REST APIs are one of the most common kinds of web services available today. Therefore, it’s very important to design REST APIs properly so that we won’t run into problems down the road.
The most important takeaways for designing high-quality REST APIs is to have consistency by following web standards and conventions. Performance is also an important consideration. Paths of endpoints should be consistent, they should tell us what we’re getting or manipulating without the need to read extra documentation to understand what it’s doing.
JSON is the standard for transferring data. To make sure that when our REST API app responds with JSON that clients
interpret it as such, we should set Content-Type in the response header to
application/json after the request is made.
We should also make sure that our endpoints return JSON as a response.
We shouldn’t use verbs in our endpoint paths. This is because our HTTP request method already has the verb. Having verbs in our API endpoint paths isn’t useful and it makes it unnecessarily long since it doesn’t convey any new information.
We should name collections with plural nouns. It’s not often that we only want to get a single item, so we should be consistent with our naming, we should use plural nouns.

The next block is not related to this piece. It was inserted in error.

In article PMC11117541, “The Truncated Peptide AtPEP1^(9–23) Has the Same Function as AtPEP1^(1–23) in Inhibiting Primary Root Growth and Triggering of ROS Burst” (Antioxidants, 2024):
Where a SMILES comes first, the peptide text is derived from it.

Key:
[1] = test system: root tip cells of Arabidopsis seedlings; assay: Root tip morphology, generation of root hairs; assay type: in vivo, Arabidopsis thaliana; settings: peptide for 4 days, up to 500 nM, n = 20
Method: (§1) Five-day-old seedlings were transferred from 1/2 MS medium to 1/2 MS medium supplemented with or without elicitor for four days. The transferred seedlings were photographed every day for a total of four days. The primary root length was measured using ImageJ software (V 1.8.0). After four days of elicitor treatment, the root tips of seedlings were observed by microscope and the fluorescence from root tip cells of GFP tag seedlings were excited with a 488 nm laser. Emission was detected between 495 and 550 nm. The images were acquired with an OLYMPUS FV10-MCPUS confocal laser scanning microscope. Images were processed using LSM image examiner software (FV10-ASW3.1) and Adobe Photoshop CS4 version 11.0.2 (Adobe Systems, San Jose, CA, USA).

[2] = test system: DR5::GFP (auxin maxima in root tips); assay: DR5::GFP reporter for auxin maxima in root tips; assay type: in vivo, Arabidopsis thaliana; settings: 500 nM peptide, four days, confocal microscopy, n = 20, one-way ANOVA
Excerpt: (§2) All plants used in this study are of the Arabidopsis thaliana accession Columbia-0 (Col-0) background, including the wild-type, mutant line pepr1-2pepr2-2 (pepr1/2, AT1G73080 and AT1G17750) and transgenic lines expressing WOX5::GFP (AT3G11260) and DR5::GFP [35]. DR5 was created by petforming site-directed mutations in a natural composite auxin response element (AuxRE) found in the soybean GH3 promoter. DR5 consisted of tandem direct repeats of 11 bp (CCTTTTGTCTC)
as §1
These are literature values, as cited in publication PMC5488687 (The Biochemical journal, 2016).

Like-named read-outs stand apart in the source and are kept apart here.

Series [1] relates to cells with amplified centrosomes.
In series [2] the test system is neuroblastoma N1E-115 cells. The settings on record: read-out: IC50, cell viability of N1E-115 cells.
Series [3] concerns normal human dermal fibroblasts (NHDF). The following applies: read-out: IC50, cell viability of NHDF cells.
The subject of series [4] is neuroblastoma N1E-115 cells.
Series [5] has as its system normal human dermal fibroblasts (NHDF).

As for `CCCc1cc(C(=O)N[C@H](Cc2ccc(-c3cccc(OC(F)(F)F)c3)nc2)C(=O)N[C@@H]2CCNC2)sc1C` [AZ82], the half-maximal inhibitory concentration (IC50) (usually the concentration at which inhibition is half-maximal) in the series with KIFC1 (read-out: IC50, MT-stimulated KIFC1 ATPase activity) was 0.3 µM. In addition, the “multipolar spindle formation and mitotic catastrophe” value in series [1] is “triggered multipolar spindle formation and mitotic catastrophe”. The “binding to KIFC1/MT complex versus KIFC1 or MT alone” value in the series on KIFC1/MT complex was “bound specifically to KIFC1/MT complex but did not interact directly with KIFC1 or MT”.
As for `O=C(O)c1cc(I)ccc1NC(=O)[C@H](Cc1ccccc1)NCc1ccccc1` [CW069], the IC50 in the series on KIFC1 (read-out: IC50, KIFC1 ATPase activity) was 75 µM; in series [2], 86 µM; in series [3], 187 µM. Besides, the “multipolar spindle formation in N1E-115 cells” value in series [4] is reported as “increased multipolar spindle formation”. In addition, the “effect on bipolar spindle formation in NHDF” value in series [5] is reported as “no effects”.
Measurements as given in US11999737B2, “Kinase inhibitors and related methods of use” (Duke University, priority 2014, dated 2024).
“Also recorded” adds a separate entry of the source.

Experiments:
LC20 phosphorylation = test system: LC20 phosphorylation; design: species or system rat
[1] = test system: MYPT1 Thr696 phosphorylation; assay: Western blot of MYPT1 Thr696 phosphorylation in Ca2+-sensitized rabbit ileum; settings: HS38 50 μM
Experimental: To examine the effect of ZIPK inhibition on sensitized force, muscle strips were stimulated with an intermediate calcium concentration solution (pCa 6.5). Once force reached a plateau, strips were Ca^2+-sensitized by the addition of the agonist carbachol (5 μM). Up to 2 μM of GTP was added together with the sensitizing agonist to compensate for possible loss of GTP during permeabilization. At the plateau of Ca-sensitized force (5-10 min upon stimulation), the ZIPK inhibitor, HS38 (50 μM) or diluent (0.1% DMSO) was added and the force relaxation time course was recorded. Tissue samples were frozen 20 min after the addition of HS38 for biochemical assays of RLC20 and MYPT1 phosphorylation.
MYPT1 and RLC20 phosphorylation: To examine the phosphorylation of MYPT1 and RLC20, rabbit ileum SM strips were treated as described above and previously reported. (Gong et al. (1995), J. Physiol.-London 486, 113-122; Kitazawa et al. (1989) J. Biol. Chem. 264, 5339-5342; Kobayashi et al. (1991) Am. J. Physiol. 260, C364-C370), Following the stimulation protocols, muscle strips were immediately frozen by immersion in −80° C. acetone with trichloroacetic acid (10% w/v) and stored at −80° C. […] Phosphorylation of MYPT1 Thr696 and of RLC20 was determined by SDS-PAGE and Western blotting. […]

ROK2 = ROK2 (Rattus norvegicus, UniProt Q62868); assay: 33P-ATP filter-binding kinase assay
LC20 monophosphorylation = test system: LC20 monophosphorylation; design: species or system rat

To eliminate confusion for API users when an error occurs, we should handle errors gracefully and return HTTP response codes that indicate what kind of error occurred. This gives maintainers of the API enough information to understand the problem that’s occurred.
The databases behind a REST API can get very large. Therefore, we need ways to filter items. We also need ways to paginate data so that we only return a few results at a time.
Most communication between client and server should be private since we often send and receive private information. Therefore, using SSL/TLS for security is a must.
We can add caching to return data from the local memory cache instead of querying the database to get the data every time we want to retrieve some data that users request. The good thing about caching is that users can get data faster.
We should have different versions of API if we’re making any changes to them that may break clients. This way, we can gradually phase out old endpoints instead of forcing everyone to move to the new API at the same time. The v1 endpoint can stay active for people who don’t want to change, while the v2, with its shiny new features, can serve those who are ready to upgrade.
Versioning is usually done with /v1/, /v2/, etc. added at the start of the API path.